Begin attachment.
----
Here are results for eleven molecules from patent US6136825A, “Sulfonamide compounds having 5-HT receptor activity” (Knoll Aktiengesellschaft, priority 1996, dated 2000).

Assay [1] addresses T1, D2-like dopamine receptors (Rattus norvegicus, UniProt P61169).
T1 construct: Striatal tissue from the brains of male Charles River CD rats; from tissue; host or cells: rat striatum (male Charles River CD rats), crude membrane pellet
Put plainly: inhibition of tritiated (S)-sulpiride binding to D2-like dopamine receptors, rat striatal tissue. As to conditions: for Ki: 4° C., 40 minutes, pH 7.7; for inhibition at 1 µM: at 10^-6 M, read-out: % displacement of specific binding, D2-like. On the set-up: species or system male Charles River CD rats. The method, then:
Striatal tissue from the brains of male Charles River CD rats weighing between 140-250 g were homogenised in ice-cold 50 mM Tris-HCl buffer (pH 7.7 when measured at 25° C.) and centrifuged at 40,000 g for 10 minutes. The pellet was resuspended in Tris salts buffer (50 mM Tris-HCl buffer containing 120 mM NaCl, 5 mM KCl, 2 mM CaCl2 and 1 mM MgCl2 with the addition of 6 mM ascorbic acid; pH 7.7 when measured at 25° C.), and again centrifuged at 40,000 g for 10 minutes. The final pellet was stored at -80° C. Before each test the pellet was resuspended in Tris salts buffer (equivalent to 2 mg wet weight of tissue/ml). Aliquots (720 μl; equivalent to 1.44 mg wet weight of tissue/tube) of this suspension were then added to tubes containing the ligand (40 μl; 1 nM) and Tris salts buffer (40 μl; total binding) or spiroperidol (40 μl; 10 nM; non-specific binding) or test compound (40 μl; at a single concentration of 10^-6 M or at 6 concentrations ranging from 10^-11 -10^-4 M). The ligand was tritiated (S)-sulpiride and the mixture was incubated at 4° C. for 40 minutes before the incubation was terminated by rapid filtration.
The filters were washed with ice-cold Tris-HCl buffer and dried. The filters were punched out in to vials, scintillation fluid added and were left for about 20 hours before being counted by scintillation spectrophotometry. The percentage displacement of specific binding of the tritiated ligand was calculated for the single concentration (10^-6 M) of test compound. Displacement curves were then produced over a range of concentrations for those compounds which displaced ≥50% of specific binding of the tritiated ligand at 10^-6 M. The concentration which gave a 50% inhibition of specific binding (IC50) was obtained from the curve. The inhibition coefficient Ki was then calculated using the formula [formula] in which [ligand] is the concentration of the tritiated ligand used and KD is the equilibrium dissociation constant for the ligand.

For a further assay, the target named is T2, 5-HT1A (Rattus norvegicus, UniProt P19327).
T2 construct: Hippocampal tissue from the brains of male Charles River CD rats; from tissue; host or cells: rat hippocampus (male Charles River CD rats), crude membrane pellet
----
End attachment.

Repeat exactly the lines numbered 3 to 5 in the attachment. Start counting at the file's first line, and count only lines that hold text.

T1 construct: Striatal tissue from the brains of male Charles River CD rats; from tissue; host or cells: rat striatum (male Charles River CD rats), crude membrane pellet
Put plainly: inhibition of tritiated (S)-sulpiride binding to D2-like dopamine receptors, rat striatal tissue. As to conditions: for Ki: 4° C., 40 minutes, pH 7.7; for inhibition at 1 µM: at 10^-6 M, read-out: % displacement of specific binding, D2-like. On the set-up: species or system male Charles River CD rats. The method, then:
Striatal tissue from the brains of male Charles River CD rats weighing between 140-250 g were homogenised in ice-cold 50 mM Tris-HCl buffer (pH 7.7 when measured at 25° C.) and centrifuged at 40,000 g for 10 minutes. The pellet was resuspended in Tris salts buffer (50 mM Tris-HCl buffer containing 120 mM NaCl, 5 mM KCl, 2 mM CaCl2 and 1 mM MgCl2 with the addition of 6 mM ascorbic acid; pH 7.7 when measured at 25° C.), and again centrifuged at 40,000 g for 10 minutes. The final pellet was stored at -80° C. Before each test the pellet was resuspended in Tris salts buffer (equivalent to 2 mg wet weight of tissue/ml). Aliquots (720 μl; equivalent to 1.44 mg wet weight of tissue/tube) of this suspension were then added to tubes containing the ligand (40 μl; 1 nM) and Tris salts buffer (40 μl; total binding) or spiroperidol (40 μl; 10 nM; non-specific binding) or test compound (40 μl; at a single concentration of 10^-6 M or at 6 concentrations ranging from 10^-11 -10^-4 M). The ligand was tritiated (S)-sulpiride and the mixture was incubated at 4° C. for 40 minutes before the incubation was terminated by rapid filtration.